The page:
November 14, 2013

Dusting Off... Michaelangelo Antonioni's 'Blow-Up'
by James
James
by James hmv London, Bio "Like the legend of the Phoenix, I've just eaten a whole packet of chocolate HobNobs..." Editor, hmv.com

Dusting Off... Michaelangelo Antonioni's 'Blow-Up'

If there's one thing we do well at hmv it's knowing our back catalogue. Our new 'Dusting Off...' series aims to shine a light on forgotten, underrated or just plain classic films and music from the past. To kick things off, we go all the way back to 1966 and take a look at Michelangelo Antonioni's mod classic, Blow-Up.

 

What’s the background?

By the time Blow-Up was released in cinemas in 1966, Michelangelo Antonioni was already becoming a filmmaking legend in his native Italy. His trilogy of films on the discontents of modern life – L’Avventurra, La Notte and Eclipse – won him a range of awards, including two Cannes Film Festival Jury Prizes, and helped inspire a generation of filmmakers in Italian cinema’s ‘golden period’ of the 1970s.

Blow-Up was the first and by far the most successful of only three English language films he ever made (the other two being 1970’s Zabriskie Point and 1975’s The Passenger) and caused much controversy and discussion on its release. Firstly, this was the first major film with explicit sex scenes to be released in the UK, which proved too much for the more prudish sections of the British media. Mostly though, the heated discussion amongst critics revolved around disagreements over what the film was actually about. Antonioni’s approach to filmmaking eschewed action in favour of contemplation and tension, with much of the film’s narrative left open to interpretation.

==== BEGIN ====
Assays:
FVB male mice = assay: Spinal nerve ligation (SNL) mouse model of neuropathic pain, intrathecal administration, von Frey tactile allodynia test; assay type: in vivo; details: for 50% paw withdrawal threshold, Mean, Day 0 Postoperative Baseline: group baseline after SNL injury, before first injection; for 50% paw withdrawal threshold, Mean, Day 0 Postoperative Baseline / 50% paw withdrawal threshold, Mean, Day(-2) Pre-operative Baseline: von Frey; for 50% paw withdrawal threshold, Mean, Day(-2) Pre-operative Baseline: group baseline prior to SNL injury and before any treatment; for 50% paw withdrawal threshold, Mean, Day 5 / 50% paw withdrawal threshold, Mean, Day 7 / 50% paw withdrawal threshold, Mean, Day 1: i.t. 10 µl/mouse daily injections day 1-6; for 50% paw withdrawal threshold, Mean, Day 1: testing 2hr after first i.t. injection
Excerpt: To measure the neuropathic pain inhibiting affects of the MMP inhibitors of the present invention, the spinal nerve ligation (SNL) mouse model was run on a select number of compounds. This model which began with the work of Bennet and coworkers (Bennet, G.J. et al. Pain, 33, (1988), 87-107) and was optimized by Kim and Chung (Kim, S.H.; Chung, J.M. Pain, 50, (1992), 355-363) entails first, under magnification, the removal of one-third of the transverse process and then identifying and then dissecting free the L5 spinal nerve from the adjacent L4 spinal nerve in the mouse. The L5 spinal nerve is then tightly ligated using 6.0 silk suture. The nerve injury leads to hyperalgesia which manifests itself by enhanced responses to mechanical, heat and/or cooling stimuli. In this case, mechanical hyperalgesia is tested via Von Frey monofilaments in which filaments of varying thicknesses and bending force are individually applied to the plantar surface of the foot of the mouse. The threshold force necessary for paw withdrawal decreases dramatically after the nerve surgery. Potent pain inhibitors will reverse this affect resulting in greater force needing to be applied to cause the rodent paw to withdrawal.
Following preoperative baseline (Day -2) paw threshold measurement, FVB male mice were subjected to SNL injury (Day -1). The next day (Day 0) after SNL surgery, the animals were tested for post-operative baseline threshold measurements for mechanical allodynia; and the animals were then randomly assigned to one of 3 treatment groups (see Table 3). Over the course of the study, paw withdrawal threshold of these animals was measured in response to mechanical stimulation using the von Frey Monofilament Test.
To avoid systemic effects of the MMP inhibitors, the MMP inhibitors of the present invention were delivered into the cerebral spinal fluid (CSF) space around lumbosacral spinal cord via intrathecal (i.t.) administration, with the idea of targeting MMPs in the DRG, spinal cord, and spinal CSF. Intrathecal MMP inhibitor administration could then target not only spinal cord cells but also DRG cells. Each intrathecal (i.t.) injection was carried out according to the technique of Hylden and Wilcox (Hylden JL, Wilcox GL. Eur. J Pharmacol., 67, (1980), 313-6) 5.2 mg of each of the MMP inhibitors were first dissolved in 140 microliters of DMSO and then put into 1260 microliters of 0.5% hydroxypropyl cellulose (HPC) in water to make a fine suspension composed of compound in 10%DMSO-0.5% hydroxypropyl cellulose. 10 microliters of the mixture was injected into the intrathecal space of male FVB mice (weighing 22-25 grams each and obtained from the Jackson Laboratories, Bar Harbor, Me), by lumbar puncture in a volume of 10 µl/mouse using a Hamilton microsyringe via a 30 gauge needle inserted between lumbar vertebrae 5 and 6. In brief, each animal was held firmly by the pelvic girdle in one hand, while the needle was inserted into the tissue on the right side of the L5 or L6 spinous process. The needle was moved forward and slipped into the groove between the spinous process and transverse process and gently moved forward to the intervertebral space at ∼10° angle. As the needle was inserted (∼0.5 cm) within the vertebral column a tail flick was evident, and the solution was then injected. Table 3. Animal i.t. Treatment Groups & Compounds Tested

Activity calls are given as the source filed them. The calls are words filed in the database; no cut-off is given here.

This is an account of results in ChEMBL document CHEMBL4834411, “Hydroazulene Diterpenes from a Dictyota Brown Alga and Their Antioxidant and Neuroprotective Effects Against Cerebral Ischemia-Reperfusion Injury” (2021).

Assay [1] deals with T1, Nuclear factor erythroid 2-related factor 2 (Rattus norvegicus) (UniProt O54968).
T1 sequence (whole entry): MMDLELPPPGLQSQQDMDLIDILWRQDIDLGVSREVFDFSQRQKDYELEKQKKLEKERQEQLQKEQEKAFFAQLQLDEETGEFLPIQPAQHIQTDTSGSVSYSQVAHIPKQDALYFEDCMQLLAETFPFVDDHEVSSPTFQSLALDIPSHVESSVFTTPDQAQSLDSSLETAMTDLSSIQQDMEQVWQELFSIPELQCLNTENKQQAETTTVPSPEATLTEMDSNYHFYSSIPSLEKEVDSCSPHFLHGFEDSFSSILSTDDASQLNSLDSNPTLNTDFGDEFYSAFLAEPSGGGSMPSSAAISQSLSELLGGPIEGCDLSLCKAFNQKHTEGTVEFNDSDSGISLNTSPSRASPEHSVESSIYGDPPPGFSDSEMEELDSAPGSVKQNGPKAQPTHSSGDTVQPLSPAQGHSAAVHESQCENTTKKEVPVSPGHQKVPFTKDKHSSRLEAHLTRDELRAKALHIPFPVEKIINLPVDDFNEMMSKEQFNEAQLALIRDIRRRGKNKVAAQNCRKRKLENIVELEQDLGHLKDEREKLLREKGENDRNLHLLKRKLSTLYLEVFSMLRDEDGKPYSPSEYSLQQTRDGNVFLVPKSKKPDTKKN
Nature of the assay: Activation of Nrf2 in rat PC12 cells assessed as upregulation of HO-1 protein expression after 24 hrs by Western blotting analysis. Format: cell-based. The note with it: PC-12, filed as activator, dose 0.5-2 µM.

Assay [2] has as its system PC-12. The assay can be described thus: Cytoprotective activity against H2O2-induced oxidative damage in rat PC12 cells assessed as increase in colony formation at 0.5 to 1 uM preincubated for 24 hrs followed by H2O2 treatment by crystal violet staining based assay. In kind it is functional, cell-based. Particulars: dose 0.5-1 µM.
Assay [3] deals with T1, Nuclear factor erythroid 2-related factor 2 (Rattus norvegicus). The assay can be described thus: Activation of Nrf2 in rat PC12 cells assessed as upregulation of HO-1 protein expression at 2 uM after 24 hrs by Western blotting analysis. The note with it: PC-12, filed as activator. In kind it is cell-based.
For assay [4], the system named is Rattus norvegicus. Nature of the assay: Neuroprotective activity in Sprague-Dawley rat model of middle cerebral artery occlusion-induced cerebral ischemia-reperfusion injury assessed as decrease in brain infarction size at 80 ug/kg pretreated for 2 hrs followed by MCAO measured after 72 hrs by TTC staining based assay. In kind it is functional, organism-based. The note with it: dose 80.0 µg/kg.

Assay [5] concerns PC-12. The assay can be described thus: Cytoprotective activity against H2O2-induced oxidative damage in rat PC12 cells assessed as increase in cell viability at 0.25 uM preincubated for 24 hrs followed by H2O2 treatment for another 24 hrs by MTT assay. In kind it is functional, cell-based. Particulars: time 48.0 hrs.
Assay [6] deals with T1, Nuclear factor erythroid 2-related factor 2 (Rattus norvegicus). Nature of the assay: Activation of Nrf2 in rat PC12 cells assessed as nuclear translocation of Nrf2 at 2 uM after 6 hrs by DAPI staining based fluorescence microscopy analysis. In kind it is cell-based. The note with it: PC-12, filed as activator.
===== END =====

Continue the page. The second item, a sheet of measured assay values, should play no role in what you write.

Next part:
Blow-Up
Blow-Up Blow-Up


So what’s it all about?

Set in the ‘Swinging London’ of the 1960s, the story centres on Thomas (David Hemmings); a photographer who may or may not have accidentally captured a murder in a park while taking some photographs of a woman (Vanessa Redgrave) and her lover. Thomas discovers his photos feature a body lying near a bush and a man who appears to be holding a gun creeping around in the trees. He tries to piece together what happened, hanging the photographs in his darkroom to reconstruct the event. When he returns to the park, the body is gone.

Thomas spends most of the film looking bored and hanging around with the various ‘birds’ that drop by hoping to be photographed. There is an emptiness to his life despite the apparent glamour of his job and as he struggles to work out if the event in the park actually happened, Thomas begins to wonder if he is merely trying to fill a void in his life. Has he witnessed a murder, or is he creating a narrative from the photographs that doesn’t really exist? Despite the intentional vagueness of the film’s narrative, most critics agree that the film deals with the themes of the emptiness of modern existence and the fallibility of memory.

Who will enjoy it?

Blow-Up was described by one critic as a “mod masterpiece” on its release and was the first ‘art film’ to become a hit at the box office. The film also features a cameo from The Yardbirds in a nightclub scene that features Jeff Beck and Jimmy Page smashing up a guitar. Herbie Hancock’s soundtrack also provides a suitably psychedelic backdrop.
While the film is very much ‘of its time’, the cinematography is stylish and the long, tense sequences without dialogue are a clear influence on later films such as Kubrick’s 2001: A Space Odyssey. If you are a fan of Kubrick’s early work and enjoyed films like Quadrophenia and the original version of The Thomas Crown Affair, this is a film well worth revisiting.

Blow-Up: Official Trailer (1966)